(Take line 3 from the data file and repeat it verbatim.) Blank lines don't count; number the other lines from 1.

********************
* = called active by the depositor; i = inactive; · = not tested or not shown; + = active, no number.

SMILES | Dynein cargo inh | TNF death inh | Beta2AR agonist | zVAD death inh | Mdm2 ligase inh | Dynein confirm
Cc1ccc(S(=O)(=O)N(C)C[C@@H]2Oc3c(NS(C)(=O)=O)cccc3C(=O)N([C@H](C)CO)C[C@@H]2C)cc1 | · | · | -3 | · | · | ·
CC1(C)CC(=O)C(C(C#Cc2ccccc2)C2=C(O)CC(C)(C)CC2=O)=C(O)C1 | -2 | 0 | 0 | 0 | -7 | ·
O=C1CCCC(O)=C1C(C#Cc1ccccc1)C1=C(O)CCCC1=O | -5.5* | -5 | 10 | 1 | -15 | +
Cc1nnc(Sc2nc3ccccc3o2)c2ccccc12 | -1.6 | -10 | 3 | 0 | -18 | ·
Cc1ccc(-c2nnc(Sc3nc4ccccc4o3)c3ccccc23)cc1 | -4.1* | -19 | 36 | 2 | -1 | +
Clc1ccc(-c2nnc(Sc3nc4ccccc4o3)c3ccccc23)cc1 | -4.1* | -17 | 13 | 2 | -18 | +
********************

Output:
Cc1ccc(S(=O)(=O)N(C)C[C@@H]2Oc3c(NS(C)(=O)=O)cccc3C(=O)N([C@H](C)CO)C[C@@H]2C)cc1 | · | · | -3 | · | · | ·